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September 28, 2000

Epperson to step down as dean of social work

David E. Epperson, dean of Pitt's School of Social Work for the past 28 years, will step down at the end of the current academic year.

Named social work dean in 1972, Epperson is the longest-serving Pitt dean. His tenure also is the longest of any current dean of social work in the country.

Founded in 1939, Pitt's School of Social Work is the only accredited graduate program in social work in western Pennsylvania. The areas of emphasis within the school include mental health, community building, children, youth and families, and aging.

In addition to programs directed at teaching and practice, the school also houses one of seven Mental Health Services Research Centers in the country. Its Child Welfare Education for Leadership project is one of the 25 largest sponsored research projects at Pittsburgh area universities.

During Epperson's tenure as dean, the school has achieved national prominence, ranking among the top 10 percent of the 140 graduate social work programs in the United States. Eight deans of other social work schools throughout the country are either graduates of Pitt's School of Social Work or were members of its faculty.

Under Epperson's leadership, enrollment in the school has more than tripled to its current level of 750 students. In addition, the school has increased its diversity, with 22 percent of the students and 25 percent of the faculty being people of color.

Pitt Chancellor Mark A. Nordenberg praised the contributions of the retiring dean. "Dean Epperson has been a driving force in the progress of our School of Social Work for nearly three decades," Nordenberg said. "All of us hate to see him leave the position that he has filled so ably for so long, but he believes that this is the right time for a transition in leadership. He leaves a rich legacy within the school, and it is reassuring to know that he will continue to serve the University and the broader community."

Pitt Provost James V. Maher also praised Epperson for his accomplishments. "The planning process that was led by Dean Epperson has enabled the school to focus its efforts on areas of its greatest strength, which in turn has led to a rise in its national recognition," Maher said.

In announcing his retirement, Epperson commended his colleagues over the years for their contributions to the school's progress. "I have had the opportunity to work with many dedicated faculty, staff and students over the past 28 years, and I am proud of what we have accomplished. The School of Social Work is recognized nationally as a leader in teaching, research and community involvement, and I leave the deanship confident that the school is well-positioned to achieve even higher levels of excellence and service," Epperson said.

He added he would be increasing his fund-raising activities for the school during this year. "And after I 'hang it up' as dean, I'll still be involved in many of my civic activities and may occasionally teach," Epper-son said. He said the chancellor and the provost had tried to talk him out of retiring, but after he and his family discussed it, he felt it was the right time to step down.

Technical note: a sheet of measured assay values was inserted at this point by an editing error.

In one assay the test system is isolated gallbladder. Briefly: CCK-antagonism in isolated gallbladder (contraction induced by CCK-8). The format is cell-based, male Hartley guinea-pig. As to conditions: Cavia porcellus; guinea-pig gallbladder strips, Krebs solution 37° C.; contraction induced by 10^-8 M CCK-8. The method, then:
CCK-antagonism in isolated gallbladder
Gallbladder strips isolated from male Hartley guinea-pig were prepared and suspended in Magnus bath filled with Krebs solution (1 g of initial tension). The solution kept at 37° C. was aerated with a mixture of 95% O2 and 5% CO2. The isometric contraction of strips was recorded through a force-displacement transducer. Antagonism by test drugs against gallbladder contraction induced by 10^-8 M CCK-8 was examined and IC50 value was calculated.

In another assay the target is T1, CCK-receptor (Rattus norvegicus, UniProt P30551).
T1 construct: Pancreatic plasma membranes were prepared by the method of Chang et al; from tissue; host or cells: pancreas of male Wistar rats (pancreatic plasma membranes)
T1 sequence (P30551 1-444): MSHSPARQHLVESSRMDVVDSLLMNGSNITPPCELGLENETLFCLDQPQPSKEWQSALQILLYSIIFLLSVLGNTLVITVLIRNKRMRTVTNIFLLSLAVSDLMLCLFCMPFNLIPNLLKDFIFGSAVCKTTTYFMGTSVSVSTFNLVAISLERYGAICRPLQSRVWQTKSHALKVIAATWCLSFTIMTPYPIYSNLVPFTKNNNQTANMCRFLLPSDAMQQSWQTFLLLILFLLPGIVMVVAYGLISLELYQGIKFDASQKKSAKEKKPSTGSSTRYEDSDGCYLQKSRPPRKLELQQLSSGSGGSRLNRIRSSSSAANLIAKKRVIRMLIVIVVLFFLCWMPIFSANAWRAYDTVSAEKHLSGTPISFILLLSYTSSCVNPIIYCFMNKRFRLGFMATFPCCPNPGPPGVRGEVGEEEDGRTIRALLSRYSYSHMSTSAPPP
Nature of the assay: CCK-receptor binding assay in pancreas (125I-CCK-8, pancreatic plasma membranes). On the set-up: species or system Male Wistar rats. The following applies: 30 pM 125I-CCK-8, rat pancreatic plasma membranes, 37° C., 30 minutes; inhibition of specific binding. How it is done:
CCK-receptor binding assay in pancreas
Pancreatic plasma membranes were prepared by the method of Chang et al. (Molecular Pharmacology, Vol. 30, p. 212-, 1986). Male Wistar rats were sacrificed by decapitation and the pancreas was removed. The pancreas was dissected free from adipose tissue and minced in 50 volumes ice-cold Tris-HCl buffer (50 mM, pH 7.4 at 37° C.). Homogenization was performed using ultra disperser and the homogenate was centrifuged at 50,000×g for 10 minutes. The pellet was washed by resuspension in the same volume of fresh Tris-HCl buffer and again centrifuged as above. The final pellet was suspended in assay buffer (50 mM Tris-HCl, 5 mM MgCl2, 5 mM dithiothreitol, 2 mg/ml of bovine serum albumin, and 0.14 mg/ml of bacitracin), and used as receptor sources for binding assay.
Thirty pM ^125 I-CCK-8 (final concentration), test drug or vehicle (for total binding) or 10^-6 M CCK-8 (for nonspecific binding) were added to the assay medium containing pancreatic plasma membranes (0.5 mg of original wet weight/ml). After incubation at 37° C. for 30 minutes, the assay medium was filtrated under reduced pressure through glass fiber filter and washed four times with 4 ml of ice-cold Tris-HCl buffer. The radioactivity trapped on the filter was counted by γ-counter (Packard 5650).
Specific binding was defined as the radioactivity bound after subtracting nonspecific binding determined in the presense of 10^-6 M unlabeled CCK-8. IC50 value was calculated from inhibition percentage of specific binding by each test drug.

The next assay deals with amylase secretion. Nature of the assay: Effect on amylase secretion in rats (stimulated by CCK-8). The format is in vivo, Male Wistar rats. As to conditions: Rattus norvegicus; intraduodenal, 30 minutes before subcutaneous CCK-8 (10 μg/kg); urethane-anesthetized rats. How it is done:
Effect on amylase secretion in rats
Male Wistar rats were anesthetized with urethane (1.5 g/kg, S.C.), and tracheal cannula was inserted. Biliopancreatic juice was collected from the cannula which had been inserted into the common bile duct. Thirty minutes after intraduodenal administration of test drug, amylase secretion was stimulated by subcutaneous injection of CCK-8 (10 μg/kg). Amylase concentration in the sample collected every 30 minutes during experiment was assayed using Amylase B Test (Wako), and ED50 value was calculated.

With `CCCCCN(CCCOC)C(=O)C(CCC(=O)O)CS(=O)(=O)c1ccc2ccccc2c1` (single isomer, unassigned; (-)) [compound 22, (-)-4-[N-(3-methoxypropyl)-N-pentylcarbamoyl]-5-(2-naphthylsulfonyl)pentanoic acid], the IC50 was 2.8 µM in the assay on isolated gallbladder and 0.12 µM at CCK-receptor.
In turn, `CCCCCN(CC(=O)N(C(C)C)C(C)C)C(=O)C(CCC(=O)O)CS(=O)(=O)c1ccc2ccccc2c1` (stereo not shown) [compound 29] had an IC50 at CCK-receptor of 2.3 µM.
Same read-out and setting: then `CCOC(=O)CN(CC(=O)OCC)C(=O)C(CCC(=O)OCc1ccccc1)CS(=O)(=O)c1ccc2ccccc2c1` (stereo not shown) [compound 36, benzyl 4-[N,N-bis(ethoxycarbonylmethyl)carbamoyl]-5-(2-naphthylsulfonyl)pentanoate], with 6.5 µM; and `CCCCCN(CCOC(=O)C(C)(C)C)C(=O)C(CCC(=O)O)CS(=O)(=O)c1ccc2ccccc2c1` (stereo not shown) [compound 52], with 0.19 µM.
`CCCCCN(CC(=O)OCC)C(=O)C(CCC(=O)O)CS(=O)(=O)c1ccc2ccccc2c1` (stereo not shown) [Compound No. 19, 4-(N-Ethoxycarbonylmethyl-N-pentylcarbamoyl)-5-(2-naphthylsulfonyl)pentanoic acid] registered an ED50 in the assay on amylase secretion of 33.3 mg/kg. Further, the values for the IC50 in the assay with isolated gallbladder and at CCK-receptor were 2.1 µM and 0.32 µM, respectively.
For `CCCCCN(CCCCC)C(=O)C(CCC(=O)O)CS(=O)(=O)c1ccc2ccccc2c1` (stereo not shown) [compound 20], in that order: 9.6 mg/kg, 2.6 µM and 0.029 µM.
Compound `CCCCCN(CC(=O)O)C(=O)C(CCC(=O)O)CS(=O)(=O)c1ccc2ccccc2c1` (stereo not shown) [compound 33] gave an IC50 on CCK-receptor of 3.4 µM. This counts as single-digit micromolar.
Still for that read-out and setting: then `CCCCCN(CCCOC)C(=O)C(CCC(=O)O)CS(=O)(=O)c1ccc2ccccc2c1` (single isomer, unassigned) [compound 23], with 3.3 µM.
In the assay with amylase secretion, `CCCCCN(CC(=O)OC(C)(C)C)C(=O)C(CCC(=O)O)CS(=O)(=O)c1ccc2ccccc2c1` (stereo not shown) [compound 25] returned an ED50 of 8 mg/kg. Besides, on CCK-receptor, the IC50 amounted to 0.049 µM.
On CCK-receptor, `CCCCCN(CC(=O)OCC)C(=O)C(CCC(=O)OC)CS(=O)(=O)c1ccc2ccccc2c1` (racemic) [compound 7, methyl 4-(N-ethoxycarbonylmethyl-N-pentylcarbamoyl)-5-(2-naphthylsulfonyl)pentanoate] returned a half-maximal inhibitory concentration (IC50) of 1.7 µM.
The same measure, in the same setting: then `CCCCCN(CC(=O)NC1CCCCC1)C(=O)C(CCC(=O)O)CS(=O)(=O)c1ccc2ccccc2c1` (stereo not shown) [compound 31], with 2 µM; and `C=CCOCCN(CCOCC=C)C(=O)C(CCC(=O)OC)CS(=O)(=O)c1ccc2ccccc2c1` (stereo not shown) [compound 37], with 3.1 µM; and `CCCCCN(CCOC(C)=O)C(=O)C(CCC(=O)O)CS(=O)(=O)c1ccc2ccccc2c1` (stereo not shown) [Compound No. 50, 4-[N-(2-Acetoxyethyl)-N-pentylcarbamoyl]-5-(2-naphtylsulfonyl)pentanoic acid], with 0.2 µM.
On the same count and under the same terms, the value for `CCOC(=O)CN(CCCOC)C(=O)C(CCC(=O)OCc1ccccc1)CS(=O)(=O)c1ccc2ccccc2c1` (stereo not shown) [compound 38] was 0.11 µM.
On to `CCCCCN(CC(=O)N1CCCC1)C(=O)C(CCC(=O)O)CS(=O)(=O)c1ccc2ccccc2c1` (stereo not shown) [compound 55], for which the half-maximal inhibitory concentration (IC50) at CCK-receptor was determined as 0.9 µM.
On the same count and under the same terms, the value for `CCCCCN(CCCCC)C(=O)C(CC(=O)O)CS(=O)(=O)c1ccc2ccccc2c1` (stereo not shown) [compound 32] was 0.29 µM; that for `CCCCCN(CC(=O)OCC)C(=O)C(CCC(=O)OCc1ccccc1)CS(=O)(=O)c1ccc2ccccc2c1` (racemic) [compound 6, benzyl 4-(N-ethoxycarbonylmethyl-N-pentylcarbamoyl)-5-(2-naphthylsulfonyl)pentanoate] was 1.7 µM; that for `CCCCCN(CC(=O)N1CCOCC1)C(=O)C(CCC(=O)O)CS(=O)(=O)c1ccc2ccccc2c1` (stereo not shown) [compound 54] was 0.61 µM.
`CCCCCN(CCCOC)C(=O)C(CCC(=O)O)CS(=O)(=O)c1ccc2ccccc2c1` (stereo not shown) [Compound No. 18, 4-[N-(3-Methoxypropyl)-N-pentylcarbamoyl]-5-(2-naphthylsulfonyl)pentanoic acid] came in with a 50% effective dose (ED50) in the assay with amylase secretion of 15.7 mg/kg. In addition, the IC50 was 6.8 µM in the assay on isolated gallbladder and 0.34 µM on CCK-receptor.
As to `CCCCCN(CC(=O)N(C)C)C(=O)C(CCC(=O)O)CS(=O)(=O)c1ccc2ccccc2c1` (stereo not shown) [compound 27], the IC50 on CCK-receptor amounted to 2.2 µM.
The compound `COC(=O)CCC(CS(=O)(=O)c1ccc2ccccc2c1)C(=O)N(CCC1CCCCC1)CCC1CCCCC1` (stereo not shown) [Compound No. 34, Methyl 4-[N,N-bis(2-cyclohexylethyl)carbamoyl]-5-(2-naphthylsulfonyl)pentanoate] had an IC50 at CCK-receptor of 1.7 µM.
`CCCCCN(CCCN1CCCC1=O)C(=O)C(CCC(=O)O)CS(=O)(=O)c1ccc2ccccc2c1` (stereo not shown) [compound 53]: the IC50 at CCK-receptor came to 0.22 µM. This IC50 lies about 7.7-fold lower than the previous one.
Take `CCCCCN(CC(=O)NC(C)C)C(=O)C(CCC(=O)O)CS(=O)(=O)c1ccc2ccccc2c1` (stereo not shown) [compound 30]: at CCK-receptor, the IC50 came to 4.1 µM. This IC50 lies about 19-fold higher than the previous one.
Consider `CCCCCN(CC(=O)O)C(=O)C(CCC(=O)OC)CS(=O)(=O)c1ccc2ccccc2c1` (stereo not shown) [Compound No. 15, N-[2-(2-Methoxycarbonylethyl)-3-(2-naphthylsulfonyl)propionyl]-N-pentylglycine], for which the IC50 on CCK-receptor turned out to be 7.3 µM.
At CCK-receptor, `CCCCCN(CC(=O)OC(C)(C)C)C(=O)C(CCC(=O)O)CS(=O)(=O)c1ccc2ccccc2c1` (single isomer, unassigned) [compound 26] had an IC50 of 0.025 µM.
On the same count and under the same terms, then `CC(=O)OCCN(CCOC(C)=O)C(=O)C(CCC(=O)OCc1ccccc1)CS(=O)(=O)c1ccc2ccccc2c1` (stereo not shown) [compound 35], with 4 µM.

The social work dean has been active in a number of national and international endeavors. He has participated in more than 50 academic and social welfare missions to other parts of the world, including Africa, Asia, Latin America and Europe.

He also has served on the boards of directors of a number of national organizations, including the Council on Social Work Education, the National Center for Social Policy and Practice and the National Association of Deans and Directors.

Next month, he will be honored in New York City, when he will be one of six recipients of the National Urban League's Whitney M. Young Medallion.

Long active in civic affairs, he is vice chair of the Urban Redevelopment Authority, and serves on the board of trustees of the Pittsburgh Theological Seminary, the board of directors of the YMCA of Pittsburgh and the board of trustees of the YMCA of the USA.

He also is a member of the William Copeland Fund Advisory Committee and the Lemington Home Advisory Board of the Pittsburgh Foundation, and PNC Bank's Urban Advisory Board.

A former chair of the board of the Negro Educational Emergency Drive (NEED), the YMCA of Pittsburgh, the Urban League of Pittsburgh and a former trustee of the National Urban League, Epperson also was a member of the State Planning Board of the Commonwealth of Pennsylvania, and was cited as "Man of the Year in Education" in 1982 by Vectors Pittsburgh.

Before becoming dean, Epperson held positions as executive director of Community Action Pittsburgh, Inc., field instructor in the School of Social Work, and University Fellow in Urban Affairs in Pitt's political science department.

He earned a bachelor's degree in political science, a master's degree in political science and international affairs, a master's degree in social work, and a Ph.D. in political science and public policy, all from the University of Pittsburgh.


Filed under: Feature,Volume 33 Issue 3

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